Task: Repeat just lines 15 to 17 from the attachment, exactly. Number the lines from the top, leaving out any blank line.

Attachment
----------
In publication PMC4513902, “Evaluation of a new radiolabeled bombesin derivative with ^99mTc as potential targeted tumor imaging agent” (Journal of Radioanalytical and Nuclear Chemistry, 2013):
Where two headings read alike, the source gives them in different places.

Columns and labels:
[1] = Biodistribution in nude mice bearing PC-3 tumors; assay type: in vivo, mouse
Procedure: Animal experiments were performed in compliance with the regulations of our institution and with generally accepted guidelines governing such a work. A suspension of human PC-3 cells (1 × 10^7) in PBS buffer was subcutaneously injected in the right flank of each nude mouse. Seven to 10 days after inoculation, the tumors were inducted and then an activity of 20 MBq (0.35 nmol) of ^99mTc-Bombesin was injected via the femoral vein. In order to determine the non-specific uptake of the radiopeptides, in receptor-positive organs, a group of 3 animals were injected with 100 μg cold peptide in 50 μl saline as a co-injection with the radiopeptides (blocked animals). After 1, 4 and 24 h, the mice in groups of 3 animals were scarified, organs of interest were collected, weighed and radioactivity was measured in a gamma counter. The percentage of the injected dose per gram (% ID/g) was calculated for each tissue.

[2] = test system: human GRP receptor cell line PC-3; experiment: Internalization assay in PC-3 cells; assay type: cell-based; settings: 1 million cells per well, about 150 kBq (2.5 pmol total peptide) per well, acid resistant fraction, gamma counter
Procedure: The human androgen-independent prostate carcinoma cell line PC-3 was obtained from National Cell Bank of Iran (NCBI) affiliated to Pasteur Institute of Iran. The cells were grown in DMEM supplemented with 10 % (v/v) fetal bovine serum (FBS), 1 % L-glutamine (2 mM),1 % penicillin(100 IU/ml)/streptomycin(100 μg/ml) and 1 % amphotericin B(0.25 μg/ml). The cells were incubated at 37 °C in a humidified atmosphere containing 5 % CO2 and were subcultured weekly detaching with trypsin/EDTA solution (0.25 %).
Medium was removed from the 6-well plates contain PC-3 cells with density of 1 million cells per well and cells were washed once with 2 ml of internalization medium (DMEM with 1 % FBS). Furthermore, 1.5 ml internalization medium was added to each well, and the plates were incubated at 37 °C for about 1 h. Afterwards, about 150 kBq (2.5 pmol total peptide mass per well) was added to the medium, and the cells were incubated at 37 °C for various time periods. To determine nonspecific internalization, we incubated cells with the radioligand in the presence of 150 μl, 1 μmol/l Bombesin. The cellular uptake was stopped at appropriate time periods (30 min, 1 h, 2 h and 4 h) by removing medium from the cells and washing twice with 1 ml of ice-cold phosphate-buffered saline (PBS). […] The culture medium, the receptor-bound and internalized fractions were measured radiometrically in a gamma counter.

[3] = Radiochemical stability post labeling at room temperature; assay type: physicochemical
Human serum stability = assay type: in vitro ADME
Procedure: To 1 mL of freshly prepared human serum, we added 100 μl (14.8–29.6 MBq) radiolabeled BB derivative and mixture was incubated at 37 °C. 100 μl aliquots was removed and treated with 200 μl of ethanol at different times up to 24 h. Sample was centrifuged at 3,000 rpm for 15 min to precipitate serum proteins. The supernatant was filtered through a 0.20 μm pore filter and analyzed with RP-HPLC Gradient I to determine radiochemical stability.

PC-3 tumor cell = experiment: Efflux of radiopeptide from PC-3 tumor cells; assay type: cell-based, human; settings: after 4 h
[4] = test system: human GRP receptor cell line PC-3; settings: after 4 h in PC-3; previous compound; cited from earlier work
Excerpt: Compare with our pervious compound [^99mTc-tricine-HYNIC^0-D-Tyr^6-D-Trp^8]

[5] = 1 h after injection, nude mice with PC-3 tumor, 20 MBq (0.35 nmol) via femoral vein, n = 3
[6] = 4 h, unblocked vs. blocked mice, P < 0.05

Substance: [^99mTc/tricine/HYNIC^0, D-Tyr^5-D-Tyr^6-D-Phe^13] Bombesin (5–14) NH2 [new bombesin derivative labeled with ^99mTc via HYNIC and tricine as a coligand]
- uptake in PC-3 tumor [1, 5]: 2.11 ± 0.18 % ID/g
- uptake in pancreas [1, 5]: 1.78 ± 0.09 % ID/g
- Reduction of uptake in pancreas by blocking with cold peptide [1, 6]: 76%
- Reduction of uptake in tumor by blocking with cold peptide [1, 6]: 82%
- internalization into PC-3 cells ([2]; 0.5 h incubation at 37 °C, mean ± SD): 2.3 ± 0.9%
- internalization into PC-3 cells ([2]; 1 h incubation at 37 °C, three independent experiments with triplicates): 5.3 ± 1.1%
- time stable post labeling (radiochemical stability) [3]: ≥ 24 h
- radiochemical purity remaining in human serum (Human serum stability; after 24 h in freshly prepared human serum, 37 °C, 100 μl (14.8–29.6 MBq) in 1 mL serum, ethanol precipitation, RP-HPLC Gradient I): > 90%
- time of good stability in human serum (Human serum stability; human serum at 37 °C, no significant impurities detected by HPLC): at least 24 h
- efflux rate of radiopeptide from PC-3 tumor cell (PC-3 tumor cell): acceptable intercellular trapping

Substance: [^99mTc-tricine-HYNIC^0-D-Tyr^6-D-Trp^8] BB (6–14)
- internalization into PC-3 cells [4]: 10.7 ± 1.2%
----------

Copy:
[5] = 1 h after injection, nude mice with PC-3 tumor, 20 MBq (0.35 nmol) via femoral vein, n = 3
[6] = 4 h, unblocked vs. blocked mice, P < 0.05

Substance: [^99mTc/tricine/HYNIC^0, D-Tyr^5-D-Tyr^6-D-Phe^13] Bombesin (5–14) NH2 [new bombesin derivative labeled with ^99mTc via HYNIC and tricine as a coligand]